Originally, we were supposed to have been given two weeks to prepare. That got cut down to one, and then suddenly were given three days. Three days to get beds, clothing, kid friendly food, and all the prayers and strength we could find. Doubt began to creep up on us. The night before, we called the director and tried to change our minds. We were scared beyond anything imaginable. Thankfully, she wouldn’t let us. I think of her as our guardian angel. She will always hold a special place in our hearts for understanding that we shouldn’t let fear keep us from what we were destined to do.
The day they arrived was Friday, April 4th. At 1:00, the social worker arrived bringing the three most beautiful children I had ever seen. The oldest, a 6 year old girl, was bawling. She had just left her foster parents of three years, and was scared to death. My mom was standing with me on the porch, and told me to go to her. I did. She hugged me and have me a white seashell as a gift. I still have it in my jewelry box. We took them in the house, and showed them their rooms. As I was showing them their stuff, I broke down and started bawling. It was a surge of emotions that I had never experienced before. It was love and joy, fear and anxiety. It was motherhood, and it was beautiful.
When the social worker left, we took the kids to the elementary school that I taught at, to enroll them. We took them to meet family, and we spent the weekend getting to know each other. We went to game night at a friends house. It was there that the youngest called me “momma” for the first time and I cried like a baby.
These pictures are the first pictures we ever took of them, and with them. The smiles are all genuine. The first picture was taken in the car just an hour after they were placed with us. Their lives had just got torn apart, and they were smiling. I call it a God thing. The second picture was taken by my friend, in my classroom, after we enrolled them in school. If you look close enough, I think you can probably see some fear and some tears in my eyes.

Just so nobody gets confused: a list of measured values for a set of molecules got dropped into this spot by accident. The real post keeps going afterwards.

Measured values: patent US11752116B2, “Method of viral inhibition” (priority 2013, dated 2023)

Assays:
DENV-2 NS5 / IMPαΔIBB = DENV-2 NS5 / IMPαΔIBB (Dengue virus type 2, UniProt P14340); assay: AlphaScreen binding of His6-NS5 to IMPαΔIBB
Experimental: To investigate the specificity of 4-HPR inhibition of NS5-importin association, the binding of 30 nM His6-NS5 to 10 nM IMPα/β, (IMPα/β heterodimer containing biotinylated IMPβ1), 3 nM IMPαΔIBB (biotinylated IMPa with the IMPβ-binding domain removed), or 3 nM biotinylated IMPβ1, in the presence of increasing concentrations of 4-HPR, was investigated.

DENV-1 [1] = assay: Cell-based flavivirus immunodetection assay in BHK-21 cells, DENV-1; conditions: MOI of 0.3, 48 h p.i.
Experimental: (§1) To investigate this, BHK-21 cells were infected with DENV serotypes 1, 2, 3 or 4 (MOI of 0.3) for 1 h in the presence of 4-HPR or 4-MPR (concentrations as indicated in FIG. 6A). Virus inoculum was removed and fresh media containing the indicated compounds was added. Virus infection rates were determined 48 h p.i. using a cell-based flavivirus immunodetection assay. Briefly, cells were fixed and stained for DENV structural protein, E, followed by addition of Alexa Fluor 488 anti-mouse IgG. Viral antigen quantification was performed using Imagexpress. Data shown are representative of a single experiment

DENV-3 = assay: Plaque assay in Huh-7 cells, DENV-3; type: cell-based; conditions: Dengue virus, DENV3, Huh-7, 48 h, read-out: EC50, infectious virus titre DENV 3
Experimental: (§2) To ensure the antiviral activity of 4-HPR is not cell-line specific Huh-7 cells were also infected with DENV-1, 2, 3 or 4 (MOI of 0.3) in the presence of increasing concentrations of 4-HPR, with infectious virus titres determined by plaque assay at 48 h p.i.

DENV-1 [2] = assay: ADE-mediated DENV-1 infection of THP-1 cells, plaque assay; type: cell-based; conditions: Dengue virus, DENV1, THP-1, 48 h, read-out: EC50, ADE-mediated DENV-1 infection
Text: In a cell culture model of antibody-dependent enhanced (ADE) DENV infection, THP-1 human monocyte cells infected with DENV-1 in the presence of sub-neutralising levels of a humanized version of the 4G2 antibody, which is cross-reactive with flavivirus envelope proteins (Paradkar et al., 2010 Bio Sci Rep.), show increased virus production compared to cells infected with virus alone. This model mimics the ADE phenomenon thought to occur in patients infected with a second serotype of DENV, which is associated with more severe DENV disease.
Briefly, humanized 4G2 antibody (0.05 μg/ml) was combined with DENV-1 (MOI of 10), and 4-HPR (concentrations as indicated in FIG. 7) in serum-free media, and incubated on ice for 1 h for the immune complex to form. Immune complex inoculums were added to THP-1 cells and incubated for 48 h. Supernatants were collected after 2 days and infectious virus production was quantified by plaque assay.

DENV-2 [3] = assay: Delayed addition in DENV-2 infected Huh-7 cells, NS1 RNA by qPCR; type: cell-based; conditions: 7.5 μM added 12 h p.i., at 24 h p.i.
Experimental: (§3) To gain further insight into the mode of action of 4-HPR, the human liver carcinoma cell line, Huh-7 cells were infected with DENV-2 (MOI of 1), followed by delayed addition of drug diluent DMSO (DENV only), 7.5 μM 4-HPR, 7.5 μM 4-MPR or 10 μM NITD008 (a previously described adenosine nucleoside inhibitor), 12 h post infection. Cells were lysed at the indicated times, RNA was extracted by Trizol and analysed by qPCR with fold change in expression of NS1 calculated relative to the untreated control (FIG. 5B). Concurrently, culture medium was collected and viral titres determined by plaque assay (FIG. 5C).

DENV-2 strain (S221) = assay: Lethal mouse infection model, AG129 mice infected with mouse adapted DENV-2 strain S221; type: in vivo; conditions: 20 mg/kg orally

I wish I could say that it has been nothing but bliss. It hasn’t. It’s parenthood, and it comes with good and bad. I wish I could say that we had nothing but support. But I can’t. There have been people who were less than supportive, but that has everything to do with them, and nothing with us. We adopted 16 months later. I bawled, Kisha squalled, and they were officially ours. Our lives were changed forever.
Now, four a half years after our initial placement, we have adjusted as much as any parent adjusts. We are there to love them, and guide them. We wear our mom and dad hats proudly. There are still people who aren’t as supportive as we would like. There are still moments of fear and anxiety. We take it day by day. These kids are our whole world, and there is nobody who can love them more than we do. We will always be the loudest ones in the stands cheering for them, and the ones they look for when they do something great or mess up. We aren’t perfect, but no parent is. They aren’t perfect, but no child is. But, somehow, in this crazy life, we are perfect for each other.